All Sarah Meli wants is a hug. The kind, she says, most Canadians fail to provide.
Like many international students at the University of British Columbia, Meli finds difficulty in adapting to differences in what is acceptable in terms of physical contact.
Although the university provides various support services for international students, they do not specifically address cultural differences in expressing affection physically.
These differences can cause foreign students to feel unaccepted, Meli said.
She has struggled with this for the two months since she moved from Malta to Vancouver, BC.
Hugging is a very big part of Maltese culture.
But in Canada, people have a more rigid concept of personal space and are less likely to hug or kiss on the cheek.
This makes them seem cold to some international students.
Meli constantly wonders whether they are accepting her or enjoying her company because frequent hugging is a sign of friendship in Malta.
“It makes me feel lost,” she said.
Canada prides itself on being a multicultural society that encourages diversity.
However, struggles like those faced by international students highlight some of the challenges faced by newcomers to the country.
Some are left feeling out of place and questioning whether they will ever fit in.
UBC student Ziaul Hasan came from India — a country with one billion residents — so personal space is a foreign concept.
One time, a student asked him to respect her personal space. He feels his actions are sometimes confused for flirtation.
Some international students believe they need to hold back from physical contact to comply with Canadian norms.
After seven months in Vancouver, UBC law student Zelius Kleefstra still reminds himself not to shake hands every time he meets a friend.
In South Africa, male friends shake hands whenever they meet each other, he said. It is a sign of belonging and respect.
At times, he still inches his hand forward and then remembers to pull back quickly.
Retaining international talent
International students’ successful integration is a high stake issue for Canada.
The figures for international students in the country are high, according to a report by Citizenship and Immigration Canada:
- 196,138 international students were present.
- The highest numbers were from China, Korea, the United States, India and France.
- 85,140 students entered Canada
- 47, 620 were male
- 37,516 were female
- 43 per cent were here for university.
- Ontario was the province with the highest entry rate
- Vancouver was the city with the highest entry rate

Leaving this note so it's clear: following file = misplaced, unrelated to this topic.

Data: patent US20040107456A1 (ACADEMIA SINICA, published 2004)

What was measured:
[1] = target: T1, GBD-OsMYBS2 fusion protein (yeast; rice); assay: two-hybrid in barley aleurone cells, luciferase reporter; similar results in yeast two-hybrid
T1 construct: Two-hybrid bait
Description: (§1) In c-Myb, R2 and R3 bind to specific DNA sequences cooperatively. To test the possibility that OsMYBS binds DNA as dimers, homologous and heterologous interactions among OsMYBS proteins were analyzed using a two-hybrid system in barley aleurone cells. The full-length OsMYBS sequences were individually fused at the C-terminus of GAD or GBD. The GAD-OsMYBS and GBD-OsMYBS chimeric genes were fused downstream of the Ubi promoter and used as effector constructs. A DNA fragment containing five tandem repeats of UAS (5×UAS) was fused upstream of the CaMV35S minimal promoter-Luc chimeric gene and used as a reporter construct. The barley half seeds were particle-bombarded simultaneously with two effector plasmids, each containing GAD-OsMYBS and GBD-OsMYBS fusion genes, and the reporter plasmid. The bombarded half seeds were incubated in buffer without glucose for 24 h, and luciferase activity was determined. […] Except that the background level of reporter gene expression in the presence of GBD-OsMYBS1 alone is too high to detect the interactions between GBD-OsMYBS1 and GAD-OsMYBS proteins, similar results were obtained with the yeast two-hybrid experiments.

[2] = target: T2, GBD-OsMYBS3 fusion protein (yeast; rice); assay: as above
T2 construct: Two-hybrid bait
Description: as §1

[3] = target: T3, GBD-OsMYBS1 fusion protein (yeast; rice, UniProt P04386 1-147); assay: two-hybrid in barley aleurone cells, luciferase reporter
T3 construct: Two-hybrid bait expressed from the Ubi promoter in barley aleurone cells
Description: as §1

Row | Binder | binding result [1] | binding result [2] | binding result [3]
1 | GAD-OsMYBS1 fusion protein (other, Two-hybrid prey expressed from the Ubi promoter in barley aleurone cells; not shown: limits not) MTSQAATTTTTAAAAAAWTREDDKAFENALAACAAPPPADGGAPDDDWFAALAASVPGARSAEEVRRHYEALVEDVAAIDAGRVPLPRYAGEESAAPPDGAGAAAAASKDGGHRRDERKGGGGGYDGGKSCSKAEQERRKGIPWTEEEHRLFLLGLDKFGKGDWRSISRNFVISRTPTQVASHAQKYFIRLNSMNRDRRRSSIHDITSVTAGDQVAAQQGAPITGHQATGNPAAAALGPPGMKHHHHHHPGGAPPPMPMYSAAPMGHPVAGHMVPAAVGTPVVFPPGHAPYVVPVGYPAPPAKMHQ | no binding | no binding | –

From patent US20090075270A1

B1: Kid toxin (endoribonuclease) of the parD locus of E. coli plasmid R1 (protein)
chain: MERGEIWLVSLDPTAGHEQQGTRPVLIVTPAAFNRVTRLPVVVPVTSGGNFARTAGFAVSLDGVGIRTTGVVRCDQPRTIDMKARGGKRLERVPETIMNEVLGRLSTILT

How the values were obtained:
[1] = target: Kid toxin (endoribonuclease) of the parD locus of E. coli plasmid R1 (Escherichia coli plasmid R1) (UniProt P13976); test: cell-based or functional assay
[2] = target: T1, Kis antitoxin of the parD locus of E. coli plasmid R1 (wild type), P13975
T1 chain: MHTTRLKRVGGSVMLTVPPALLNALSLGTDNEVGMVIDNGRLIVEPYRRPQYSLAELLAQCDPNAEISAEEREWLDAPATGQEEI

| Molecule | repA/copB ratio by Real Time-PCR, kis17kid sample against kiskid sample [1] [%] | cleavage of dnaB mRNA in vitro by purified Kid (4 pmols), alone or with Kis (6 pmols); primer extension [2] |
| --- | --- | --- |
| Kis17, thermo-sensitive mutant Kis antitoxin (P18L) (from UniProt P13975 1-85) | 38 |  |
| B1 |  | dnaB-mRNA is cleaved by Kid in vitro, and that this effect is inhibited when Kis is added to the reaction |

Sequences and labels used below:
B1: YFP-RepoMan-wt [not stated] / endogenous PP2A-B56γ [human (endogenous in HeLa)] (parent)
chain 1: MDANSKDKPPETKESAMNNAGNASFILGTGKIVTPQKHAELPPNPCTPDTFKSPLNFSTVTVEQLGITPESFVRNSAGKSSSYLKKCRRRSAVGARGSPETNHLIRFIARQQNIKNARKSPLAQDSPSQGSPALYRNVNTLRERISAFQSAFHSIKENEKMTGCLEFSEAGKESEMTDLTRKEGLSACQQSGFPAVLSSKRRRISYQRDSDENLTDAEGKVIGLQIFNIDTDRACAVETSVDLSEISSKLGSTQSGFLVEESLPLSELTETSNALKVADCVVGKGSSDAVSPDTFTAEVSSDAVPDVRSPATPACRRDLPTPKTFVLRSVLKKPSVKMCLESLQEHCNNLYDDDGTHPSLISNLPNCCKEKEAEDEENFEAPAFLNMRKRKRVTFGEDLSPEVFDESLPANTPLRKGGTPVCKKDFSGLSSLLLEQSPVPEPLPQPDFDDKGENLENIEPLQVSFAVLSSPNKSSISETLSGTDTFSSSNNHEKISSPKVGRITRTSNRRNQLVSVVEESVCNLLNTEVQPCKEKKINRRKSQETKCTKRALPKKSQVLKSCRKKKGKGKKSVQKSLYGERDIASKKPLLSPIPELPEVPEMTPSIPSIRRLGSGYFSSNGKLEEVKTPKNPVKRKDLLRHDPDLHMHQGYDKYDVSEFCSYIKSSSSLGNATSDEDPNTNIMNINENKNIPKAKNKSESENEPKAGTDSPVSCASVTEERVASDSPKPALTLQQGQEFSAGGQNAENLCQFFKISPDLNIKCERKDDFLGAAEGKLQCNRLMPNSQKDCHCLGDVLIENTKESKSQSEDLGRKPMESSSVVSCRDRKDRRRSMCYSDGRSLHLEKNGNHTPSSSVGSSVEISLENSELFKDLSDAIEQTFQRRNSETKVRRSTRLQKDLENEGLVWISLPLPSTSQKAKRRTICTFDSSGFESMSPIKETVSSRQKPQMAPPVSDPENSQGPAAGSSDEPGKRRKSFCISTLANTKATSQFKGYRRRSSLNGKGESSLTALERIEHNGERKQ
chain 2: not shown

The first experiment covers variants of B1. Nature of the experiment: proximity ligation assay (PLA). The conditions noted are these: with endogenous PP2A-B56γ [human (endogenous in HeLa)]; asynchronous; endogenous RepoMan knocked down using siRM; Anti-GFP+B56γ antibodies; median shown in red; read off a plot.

The Canadian government wants to retain high-calibre international students to strengthen the country’s workforce. Demand for workers will outgrow supply in a decade, according to the CIC.
A university’s role
More foreign students came to Vancouver than any other Canadian city last year, making up approximately 24 per cent of the total number, according to the CIC.
UBC’s International Student Handbook does not mention cultural differences in physical contact. It focuses on Canadian values such as being on time and being polite.
The complexity of the issues of intercultural communication makes it hard to collect in a guide, said Caroline Rueckert, a UBC International Student Development Advisor.
She is part of a team who try to make new international students feel welcomed.
She advises them throughout their UBC experience and provides support through services such as the International Peer Advisor Program.
The issue is not about telling international students how to act, but rather to encourage them to have meaningful conversations about the topic, she said.
“Our approach is to….provide the social opportunities for students to begin to form the connections where they can begin to figure these things out,” she said.
“That’s where educating domestic students is important, so it is about the community learning and having these critical conversations instead of creating fixed solutions.”
Canadians have a reputation as being tolerant and multicultural, cautious of offending anyone.
Domestic students don’t want to overstep boundaries so they don’t initiate physical contact, said UBC student Samantha Meade from Ontario.
“They are not sure if it is a bad thing in other people’s culture,” she said.
Sarah Natrasany, a UBC student from Saskatchewan, said she is sometimes surprised at international students’ physical communication.
However, she understands and accepts their different cultural perspectives. She even tries to follow their lead and greet them in the same way.
Now the challenge for students like Meli is to find a way to fit in without losing her identity.
She worries she will always miss the warmth people express in Malta, but will have to find a way to adapt to Canadian culture.
“Something so petty as a hug could mean so much and make such a difference,” she said.
“I don’t think I could live the rest of my life here without that kind of affection.”